A robot from Carnegie Mellon takes the snake-bot concept and uses the twisty robo-critters as legs for a strange new machine.
The discovery of a fossil of a snake with four legs suggests that the modern-day reptiles evolved from digging, rather than swimming, ancestors.
Tesla Motors shows off a prototype car charger of the future and it looks like a bendy robot straight out of science fiction.
Technically Incorrect: More than 2.5 million people have gravitated to a video of a mama rabbit trying to protect her babies. Mama teaches the snake a lesson, and how, with kung fu-style prowess.
Technically Incorrect: An Oklahoma man is walking and staring down at his phone. He doesn't notice a long snake just lying there. He steps on it.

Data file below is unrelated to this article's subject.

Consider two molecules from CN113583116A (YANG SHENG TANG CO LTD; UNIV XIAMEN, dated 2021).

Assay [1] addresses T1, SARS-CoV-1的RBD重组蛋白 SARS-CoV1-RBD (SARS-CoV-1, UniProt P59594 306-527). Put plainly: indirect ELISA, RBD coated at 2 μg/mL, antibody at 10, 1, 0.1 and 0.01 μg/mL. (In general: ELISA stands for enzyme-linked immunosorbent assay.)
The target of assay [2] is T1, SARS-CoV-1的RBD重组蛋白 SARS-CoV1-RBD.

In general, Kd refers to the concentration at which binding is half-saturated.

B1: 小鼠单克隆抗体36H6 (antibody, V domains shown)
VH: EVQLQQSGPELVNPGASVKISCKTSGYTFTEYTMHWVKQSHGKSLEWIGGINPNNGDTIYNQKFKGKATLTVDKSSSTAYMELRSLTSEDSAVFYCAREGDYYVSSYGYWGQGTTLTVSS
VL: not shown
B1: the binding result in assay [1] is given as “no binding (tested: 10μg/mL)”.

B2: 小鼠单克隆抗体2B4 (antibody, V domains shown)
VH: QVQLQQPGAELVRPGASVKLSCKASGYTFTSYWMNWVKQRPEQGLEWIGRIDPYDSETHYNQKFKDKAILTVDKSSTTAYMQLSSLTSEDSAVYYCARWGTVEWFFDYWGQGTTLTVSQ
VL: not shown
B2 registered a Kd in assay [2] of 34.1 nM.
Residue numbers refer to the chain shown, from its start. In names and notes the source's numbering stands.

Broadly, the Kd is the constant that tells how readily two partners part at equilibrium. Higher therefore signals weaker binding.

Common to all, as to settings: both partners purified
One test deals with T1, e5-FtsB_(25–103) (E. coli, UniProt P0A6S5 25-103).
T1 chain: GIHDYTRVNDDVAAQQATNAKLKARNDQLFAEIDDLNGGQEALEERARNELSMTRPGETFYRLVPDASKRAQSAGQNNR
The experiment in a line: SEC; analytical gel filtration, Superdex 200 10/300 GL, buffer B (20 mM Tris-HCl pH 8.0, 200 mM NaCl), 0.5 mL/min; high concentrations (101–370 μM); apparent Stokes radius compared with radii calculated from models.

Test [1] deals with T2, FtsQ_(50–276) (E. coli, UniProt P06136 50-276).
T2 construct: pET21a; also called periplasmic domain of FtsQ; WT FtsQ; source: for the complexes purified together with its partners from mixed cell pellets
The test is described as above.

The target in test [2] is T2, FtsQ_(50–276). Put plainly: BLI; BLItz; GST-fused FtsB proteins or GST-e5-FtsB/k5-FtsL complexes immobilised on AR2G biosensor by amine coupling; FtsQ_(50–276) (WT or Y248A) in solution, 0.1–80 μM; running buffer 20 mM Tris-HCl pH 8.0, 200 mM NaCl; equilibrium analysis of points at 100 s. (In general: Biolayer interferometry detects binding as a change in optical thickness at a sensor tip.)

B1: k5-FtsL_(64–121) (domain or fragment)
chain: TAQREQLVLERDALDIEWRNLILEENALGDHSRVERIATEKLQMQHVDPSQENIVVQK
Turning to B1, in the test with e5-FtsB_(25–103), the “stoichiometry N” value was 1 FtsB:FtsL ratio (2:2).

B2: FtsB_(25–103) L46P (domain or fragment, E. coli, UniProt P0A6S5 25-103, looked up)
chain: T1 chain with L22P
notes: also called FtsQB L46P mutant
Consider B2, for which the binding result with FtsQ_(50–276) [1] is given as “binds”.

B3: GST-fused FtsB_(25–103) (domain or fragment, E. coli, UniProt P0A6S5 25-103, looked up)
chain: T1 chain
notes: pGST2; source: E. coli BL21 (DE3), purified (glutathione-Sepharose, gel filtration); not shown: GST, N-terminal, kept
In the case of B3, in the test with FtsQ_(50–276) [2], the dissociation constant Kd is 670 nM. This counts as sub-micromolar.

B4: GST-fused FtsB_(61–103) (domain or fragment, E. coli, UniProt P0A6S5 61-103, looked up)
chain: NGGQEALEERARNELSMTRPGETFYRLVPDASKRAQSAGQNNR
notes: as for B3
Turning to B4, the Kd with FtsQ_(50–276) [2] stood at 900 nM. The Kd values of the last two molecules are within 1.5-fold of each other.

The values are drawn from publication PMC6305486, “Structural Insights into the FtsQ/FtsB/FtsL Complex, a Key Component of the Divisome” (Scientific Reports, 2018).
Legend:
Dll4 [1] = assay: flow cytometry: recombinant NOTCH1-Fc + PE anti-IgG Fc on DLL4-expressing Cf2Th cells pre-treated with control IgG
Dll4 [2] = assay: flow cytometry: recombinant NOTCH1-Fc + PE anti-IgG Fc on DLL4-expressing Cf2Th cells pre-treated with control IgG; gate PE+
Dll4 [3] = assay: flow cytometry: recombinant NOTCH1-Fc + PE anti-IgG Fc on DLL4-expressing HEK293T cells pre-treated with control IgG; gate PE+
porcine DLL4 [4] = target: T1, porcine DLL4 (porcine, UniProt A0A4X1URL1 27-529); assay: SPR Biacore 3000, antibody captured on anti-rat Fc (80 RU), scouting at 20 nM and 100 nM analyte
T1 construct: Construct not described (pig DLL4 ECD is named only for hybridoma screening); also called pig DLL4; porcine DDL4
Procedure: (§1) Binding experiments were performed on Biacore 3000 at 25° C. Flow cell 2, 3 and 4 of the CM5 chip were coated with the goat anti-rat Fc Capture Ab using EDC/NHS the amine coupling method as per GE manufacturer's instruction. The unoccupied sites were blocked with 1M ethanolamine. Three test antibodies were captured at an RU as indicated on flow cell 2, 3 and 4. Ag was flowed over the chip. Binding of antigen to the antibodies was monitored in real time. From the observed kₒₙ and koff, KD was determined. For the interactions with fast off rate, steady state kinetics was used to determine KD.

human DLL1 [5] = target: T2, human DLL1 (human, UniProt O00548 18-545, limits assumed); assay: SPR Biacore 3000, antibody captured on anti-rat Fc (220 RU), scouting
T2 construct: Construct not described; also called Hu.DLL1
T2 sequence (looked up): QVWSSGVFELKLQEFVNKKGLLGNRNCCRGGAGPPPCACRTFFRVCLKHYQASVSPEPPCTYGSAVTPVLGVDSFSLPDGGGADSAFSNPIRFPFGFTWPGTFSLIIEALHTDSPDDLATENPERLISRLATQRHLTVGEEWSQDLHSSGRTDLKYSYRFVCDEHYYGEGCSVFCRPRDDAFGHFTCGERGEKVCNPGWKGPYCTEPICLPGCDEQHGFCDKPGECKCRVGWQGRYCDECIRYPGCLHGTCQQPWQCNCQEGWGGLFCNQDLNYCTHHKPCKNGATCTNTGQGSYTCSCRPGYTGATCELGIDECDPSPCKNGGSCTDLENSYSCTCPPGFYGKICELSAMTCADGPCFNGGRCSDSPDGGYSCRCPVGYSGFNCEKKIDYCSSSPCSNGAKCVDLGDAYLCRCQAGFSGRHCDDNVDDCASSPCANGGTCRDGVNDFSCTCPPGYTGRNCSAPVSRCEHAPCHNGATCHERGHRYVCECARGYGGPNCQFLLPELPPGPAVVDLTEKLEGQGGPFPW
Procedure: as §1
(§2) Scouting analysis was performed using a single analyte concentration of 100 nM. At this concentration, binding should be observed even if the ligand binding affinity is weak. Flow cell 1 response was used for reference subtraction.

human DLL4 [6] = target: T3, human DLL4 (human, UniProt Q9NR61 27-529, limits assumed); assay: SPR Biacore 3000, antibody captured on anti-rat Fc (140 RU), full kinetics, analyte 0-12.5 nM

Technically Incorrect: A cute little extension for Google's Chrome browser changes the word "millennial" to "snake people." The results are glorious.
Luckily, insects and monkey brains won't be on the menu at Jock Lindsey's Hangar Bar, opening this fall at Walt Disney World. "Rolling Boulder Meatballs" will be, however.
That's right, opossums. Tests show that their superpower to resist snake venom could be harnessed to save thousands of lives.
A man hiking around Australia in full Imperial Sandtrooper armour has survived an encounter with one of the world's deadliest snakes, and he has his Star Wars costume to thank.
Carnegie Mellon University showed off their newest creation this week: a robot with six incredibly articulate and stable legs. Even a hard shove by a human leg can't stop this thing, but we'll tell you why this kind of robot could be great for search and rescue.